A politician quipped, “There’s no DeJoy in the Post Office tonight,” after Postmaster General Louis DeJoy announced his 10-year plan to revive (rescue?) the US Postal Service on Tuesday. The US Postal Service also announced the formation of a task force on service performance at specific locations within the postal network.
The 10-year plan, called Delivering for America, will help put the organization on a path to financial sustainability, according to General DeJoy.
Some of the key changes that news headlines are keying in on are slower mail, higher rates, and cuts to post office hours. But the USPS said the plan would put the organization on a strong financial footing, describing the “Total Plan Benefit” as follows:
- $58 billion: Legislative and administrative action: Includes Medicare integration and eliminating the pre-funding requirement;
- $44 billion: Regulatory changes via Postal Regulatory Commission: Includes pricing flexibility for market dominant products;
- $34 billion: Self-help management initiatives: cost improvement: Includes mail processing, transportation, retail, delivery, and administrative efficiency.
- $24 billion: Self-help management initiatives: revenue improvement: Includes package growth, new competitive products and pricing changes and revenue from package volume and price increases.
The last bullet point means higher rates for packages, hitting online sellers directly in the pocketbook.
But the second bullet points also cites higher prices – by loosening restrictions on how much the Postal Service can raise rates for mail (market dominant products). That was an issue raised last year – see this November 30th article in Government Executive for details.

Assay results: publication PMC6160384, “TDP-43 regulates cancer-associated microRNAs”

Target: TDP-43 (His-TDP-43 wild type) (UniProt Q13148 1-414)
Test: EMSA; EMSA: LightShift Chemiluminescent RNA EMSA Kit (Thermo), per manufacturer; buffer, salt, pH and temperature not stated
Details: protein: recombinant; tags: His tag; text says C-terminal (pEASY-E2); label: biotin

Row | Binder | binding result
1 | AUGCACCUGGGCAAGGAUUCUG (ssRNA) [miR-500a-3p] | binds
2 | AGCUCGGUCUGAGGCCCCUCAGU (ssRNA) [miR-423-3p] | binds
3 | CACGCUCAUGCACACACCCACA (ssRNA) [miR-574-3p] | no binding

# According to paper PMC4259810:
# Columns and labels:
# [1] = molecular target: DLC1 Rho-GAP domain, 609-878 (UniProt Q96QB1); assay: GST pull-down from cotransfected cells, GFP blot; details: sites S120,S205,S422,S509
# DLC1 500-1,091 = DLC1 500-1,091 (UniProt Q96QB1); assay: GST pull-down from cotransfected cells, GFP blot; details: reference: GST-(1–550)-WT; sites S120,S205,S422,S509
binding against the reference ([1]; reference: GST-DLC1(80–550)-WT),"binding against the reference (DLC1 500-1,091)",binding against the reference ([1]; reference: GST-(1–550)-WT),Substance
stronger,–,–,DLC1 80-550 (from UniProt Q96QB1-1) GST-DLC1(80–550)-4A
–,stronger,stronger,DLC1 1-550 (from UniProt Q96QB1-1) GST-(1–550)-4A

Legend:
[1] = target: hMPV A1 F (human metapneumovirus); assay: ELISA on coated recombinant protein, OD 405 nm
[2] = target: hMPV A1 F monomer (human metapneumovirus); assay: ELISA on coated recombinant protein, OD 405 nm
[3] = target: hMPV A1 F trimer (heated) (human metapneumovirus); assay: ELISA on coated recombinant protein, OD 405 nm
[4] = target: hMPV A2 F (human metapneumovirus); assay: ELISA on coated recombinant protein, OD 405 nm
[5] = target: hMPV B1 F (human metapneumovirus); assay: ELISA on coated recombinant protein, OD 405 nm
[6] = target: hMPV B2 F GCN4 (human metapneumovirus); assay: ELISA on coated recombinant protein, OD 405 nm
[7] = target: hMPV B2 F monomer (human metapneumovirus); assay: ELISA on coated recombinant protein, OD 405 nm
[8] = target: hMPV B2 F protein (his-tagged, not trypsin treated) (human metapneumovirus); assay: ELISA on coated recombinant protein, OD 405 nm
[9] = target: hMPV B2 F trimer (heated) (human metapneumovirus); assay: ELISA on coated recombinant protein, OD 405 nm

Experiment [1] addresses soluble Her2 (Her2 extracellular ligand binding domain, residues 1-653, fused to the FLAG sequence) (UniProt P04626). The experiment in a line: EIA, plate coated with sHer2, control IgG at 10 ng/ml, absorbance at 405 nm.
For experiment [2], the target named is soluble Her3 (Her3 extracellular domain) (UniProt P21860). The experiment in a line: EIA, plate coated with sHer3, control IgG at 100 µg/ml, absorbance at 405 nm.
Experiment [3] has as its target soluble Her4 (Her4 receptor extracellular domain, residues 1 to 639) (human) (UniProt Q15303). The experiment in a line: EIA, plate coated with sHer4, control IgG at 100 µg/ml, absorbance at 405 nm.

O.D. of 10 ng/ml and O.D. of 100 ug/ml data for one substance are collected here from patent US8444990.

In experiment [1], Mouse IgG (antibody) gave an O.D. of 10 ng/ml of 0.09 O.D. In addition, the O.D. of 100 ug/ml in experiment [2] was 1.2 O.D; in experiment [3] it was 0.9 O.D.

It’s interesting to hear what the Postal Service sees as key challenges. In a “plan at a glance” document (PDF), it states:
The Problems We’re Addressing through the Implementation of This Plan:
- Hastened shift in demand away from mail to packages
- Misaligned mail and package processing operations
- Underperforming air and surface transportation network
- Unattainable First-Class Mail service standards
- Prolonged underinvestment in retail and delivery network
- Misaligned and redundant organizational design
- High turnover rate within our noncareer employee workforce
- Long-overdue pricing regulation changes from the PRC
- Onerous legislative and administrative mandates
The American Postal Workers Union (APWU) issued a press release saying there were elements of the plan it would support and elements of the plan it would oppose.
Of special concern to the APWU is the slowdown of mail and reduction of services at a time when it says the public is demanding faster delivery of mail and packages. It said proposals that would slow the mail and reduce retail services, including reducing operating hours at post offices, would have a negative effect on postal workers and the public.
While some lawmakers have similar concerns, according to the Washington Post, the newspaper explained which areas Congress controls and which it does not. For example, “The postmaster general unilaterally controls operating hours at post offices, and the board of governors appears to back DeJoy’s changes to delivery times,” the Post explained.
The mail slow-down is getting a lot of attention, but according to the Delivering for America plan, “The First-Class Mail 3-day service standard requires a complex and high cost transportation network to cover vast geographic areas.”
It notes that the Postal Service does not own planes and is forced to rely on third parties for air transport.
“The scarcity of airplane and truck capacity, and the industry competition for both of those transportation modes, impacted our ability to deliver throughout 2020 and especially during the peak holiday season.”
It goes on to say, “Increased package volume, a dispersed processing network causing products to travel excess mileage, and an extremely distributed collection process to pick up increasingly smaller mail volume make it impossible to meet our current service standards, or do so at a reasonable cost.”
While many see the mail slow-down as problematic, one thing generally seen as a positive in the plan: the intention to preserve six-day mail and expand seven-day package delivery.
The full plan in PDF format on this page of the USPS website contains details and the rationale for changes.
And here’s how the Postmaster General and other postal executives sold the plan to postal employees in a video.
You can weigh in with your thoughts on the plan below and on the EcommerceBytes Blog, “Uh-oh: USPS Rate Changes Ahead.”